Tips: The best deals are always in the exterior bins on the sidewalks. Hang tough. Own your corner of the bargain bin! Inventory rotates. Etam, Petit Bateau, and Unzies sit pretty on the outside, while Chantelle and Huit hold court inside. Keep your head during the panty raid.
It’s not difficult to walk away with armfuls of delicacies, trimmed with ribbons and bows, and each possessing a provocative names like “Extravagante,” “Hypnotique,” “Promesse,” “Amourette,” “Faveur,” and finally, yes, yes, “Bliss.”
My favorite Sympa hotspot is at 60 rue de Steinkerque, a street once notorious for its prostitutes and dance halls. Yes, Pablo Picasso also shopped here. Imagine the surreal charm of shopping for your “unmentionables” in the former brothel that Picasso actually frequented during his “blue period!”
Hey Sister, Go Sister
Here also is where the famed terpsichorean, La Goulue (Another muse of Toulouse-Lautrec), made her debut before defecting to the Moulin Rouge. In this ‘hood, she earned her moniker for nipping drinks from her audience while distracting them with her pantaloons and little pet goat. Nab your own knickers in the very room where she once flashed hers so fetchingly at the absinthe-quaffing crowds. Strike up the band!
“When I see my behind in these paintings, I find it quite beautiful!” La Goulue told Toulouse-Lautrec when she saw his drawings of her.
Check out Marie’s Le Boudoir de Marie at 47 rue d’Orsel. Marie spins handmade lingerie like no other. The retro-rocking shop carries baby doll sets, chemises and gowns, along with bras, corsets and turbans. Man Man fans, your curvacious day has come!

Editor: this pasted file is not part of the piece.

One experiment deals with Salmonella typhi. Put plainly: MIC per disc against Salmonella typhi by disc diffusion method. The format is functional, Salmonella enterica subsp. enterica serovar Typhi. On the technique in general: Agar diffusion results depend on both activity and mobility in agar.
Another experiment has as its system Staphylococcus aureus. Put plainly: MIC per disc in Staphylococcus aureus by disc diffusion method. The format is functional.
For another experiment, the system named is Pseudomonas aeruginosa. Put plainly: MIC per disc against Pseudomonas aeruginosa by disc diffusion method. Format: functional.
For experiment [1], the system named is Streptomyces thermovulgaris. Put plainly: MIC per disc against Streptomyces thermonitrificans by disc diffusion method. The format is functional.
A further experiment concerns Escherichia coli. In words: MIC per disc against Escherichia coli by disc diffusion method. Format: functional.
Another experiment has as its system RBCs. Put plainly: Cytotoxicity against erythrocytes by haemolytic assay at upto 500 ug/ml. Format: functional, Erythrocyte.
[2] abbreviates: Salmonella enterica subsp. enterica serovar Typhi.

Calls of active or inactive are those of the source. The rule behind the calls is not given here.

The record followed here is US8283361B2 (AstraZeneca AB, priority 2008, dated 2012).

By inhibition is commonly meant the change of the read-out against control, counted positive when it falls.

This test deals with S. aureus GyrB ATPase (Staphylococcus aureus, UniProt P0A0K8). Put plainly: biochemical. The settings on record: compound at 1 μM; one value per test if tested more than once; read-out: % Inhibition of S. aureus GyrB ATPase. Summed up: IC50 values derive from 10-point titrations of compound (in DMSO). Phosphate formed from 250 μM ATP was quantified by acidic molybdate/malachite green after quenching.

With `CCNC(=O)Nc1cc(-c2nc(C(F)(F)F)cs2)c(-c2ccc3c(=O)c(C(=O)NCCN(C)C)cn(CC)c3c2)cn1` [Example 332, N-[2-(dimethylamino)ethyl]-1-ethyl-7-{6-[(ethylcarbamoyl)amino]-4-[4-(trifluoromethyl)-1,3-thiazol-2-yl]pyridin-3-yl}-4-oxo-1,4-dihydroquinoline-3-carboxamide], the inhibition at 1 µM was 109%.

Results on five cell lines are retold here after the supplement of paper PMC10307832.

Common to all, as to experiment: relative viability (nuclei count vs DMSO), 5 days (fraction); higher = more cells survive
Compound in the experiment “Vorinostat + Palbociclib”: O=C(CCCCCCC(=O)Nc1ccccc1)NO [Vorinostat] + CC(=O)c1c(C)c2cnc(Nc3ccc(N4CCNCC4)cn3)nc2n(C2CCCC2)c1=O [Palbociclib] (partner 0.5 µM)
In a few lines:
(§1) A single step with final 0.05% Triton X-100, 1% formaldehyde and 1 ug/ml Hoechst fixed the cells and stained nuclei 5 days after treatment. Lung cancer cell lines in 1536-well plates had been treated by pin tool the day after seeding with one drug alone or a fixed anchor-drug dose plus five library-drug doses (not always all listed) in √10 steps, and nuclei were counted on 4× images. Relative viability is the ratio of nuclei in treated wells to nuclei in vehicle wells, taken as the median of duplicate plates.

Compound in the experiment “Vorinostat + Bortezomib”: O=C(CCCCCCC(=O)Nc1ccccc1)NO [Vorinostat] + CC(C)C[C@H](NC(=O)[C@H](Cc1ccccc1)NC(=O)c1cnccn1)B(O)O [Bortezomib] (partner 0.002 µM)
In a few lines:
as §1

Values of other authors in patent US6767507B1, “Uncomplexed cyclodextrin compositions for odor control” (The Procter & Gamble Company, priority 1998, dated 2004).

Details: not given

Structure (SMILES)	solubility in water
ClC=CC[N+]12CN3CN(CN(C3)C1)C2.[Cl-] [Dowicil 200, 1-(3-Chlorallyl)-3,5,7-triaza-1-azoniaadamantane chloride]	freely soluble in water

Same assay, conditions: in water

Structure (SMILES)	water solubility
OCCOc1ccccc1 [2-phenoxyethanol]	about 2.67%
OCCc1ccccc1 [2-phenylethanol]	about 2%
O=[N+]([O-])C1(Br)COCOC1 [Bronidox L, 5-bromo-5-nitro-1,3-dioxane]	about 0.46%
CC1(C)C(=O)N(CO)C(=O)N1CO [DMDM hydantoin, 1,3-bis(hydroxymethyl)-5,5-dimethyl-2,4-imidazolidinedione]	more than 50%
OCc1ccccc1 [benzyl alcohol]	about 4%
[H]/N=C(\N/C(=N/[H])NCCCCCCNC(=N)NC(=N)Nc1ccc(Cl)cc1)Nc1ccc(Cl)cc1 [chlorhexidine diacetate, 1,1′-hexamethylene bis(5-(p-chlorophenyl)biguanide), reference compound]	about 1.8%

Also, let’s not forget to mention the shops of Pigalle. I’d kick off my hunt at either Secrets Pigalle at 62 Boulevard de Clichy or Rebecca Rils at 76 Boulevard de Clichy.
Whether you’re in the market for false eyelashes, fluorescent wigs, custom-made corsets, or Nancy Sinatra-worthy latex go-go boots, they’ve got you covered both night and day!
Tip: Both shops are kitty corner to the Moulin Rouge, another perfect photo-op for your social media profile portraits. I’d recommend arriving around l’heure bleu (twilight). Also, keep your eyes peeled for the spirit of writer Henry Valentine Miller on the literary prowl. An avid and competitive cyclist, he’d be quite happy with the new bike lanes!
In the Mood for Art after your spree?
11 rue Poulbot (Métro: Anvers, Pigalle Abbesses, or Blanche)Dive into the convoluted imagination of the surrealist master. Here is one of my “happy” spots in the city. There’s also a gift shop!
Le Halle Saint Pierre
2 rue Ronsard (Métro: Anvers, Pigalle Abbesses, or Blanche)Visionaries, naives and outsiders—and a cozy café and bookshop with wine, homemade quiche, and a killer view of Sacré Coeur.
Musée de Montmartre
12 rue Cortot (Métro: Anvers, Pigalle Abbesses, or Blanche)
Here is where Impressionism began. After visiting the museum, pop by the nearby vineyard. For the love of Steinlen, cats still guard the grapes!
Musée de l’érotisme
72 boulevard de Clichy (Métro: Anvers, Pigalle Abbesses, or Blanche)
The jumping joint is usually open until 2 AM. Check out their permanent exhibition on famous brothels in Paris. And yes, there’s a gift shop here, too!
Clipping from dancer Jane Avril, “”One more time! One more dance! Maybe this is my last!”